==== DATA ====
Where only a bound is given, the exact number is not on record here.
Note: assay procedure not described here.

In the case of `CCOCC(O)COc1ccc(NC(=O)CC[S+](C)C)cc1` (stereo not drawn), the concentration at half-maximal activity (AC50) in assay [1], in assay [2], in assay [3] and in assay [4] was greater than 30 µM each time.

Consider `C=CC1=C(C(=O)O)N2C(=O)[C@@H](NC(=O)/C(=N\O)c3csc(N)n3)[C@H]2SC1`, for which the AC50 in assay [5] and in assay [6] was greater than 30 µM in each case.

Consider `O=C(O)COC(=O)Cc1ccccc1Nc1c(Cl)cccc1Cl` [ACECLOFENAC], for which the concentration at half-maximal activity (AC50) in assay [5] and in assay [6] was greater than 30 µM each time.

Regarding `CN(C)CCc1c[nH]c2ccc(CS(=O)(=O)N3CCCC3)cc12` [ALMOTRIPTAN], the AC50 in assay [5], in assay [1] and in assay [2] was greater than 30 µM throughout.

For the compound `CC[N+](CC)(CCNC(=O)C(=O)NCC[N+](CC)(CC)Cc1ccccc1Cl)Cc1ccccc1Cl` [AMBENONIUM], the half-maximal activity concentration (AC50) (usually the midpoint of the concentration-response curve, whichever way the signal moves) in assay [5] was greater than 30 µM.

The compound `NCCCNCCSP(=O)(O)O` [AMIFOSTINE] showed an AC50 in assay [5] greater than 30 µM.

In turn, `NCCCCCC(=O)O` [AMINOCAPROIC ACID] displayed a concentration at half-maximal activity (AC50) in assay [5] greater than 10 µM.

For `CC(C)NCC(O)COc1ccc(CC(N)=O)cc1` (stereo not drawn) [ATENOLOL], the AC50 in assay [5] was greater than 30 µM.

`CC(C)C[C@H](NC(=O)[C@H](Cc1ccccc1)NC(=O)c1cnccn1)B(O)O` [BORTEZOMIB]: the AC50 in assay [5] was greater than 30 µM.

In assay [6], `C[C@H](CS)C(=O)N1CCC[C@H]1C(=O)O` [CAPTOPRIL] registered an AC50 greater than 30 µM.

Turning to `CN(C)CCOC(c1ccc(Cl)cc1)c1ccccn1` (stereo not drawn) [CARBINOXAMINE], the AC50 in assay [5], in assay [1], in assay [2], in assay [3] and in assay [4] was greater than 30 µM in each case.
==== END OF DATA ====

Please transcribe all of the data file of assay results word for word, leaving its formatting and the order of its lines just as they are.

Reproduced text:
Where only a bound is given, the exact number is not on record here.
Note: assay procedure not described here.

In the case of `CCOCC(O)COc1ccc(NC(=O)CC[S+](C)C)cc1` (stereo not drawn), the concentration at half-maximal activity (AC50) in assay [1], in assay [2], in assay [3] and in assay [4] was greater than 30 µM each time.

Consider `C=CC1=C(C(=O)O)N2C(=O)[C@@H](NC(=O)/C(=N\O)c3csc(N)n3)[C@H]2SC1`, for which the AC50 in assay [5] and in assay [6] was greater than 30 µM in each case.

Consider `O=C(O)COC(=O)Cc1ccccc1Nc1c(Cl)cccc1Cl` [ACECLOFENAC], for which the concentration at half-maximal activity (AC50) in assay [5] and in assay [6] was greater than 30 µM each time.

Regarding `CN(C)CCc1c[nH]c2ccc(CS(=O)(=O)N3CCCC3)cc12` [ALMOTRIPTAN], the AC50 in assay [5], in assay [1] and in assay [2] was greater than 30 µM throughout.

For the compound `CC[N+](CC)(CCNC(=O)C(=O)NCC[N+](CC)(CC)Cc1ccccc1Cl)Cc1ccccc1Cl` [AMBENONIUM], the half-maximal activity concentration (AC50) (usually the midpoint of the concentration-response curve, whichever way the signal moves) in assay [5] was greater than 30 µM.

The compound `NCCCNCCSP(=O)(O)O` [AMIFOSTINE] showed an AC50 in assay [5] greater than 30 µM.

In turn, `NCCCCCC(=O)O` [AMINOCAPROIC ACID] displayed a concentration at half-maximal activity (AC50) in assay [5] greater than 10 µM.

For `CC(C)NCC(O)COc1ccc(CC(N)=O)cc1` (stereo not drawn) [ATENOLOL], the AC50 in assay [5] was greater than 30 µM.

`CC(C)C[C@H](NC(=O)[C@H](Cc1ccccc1)NC(=O)c1cnccn1)B(O)O` [BORTEZOMIB]: the AC50 in assay [5] was greater than 30 µM.

In assay [6], `C[C@H](CS)C(=O)N1CCC[C@H]1C(=O)O` [CAPTOPRIL] registered an AC50 greater than 30 µM.

Turning to `CN(C)CCOC(c1ccc(Cl)cc1)c1ccccn1` (stereo not drawn) [CARBINOXAMINE], the AC50 in assay [5], in assay [1], in assay [2], in assay [3] and in assay [4] was greater than 30 µM in each case.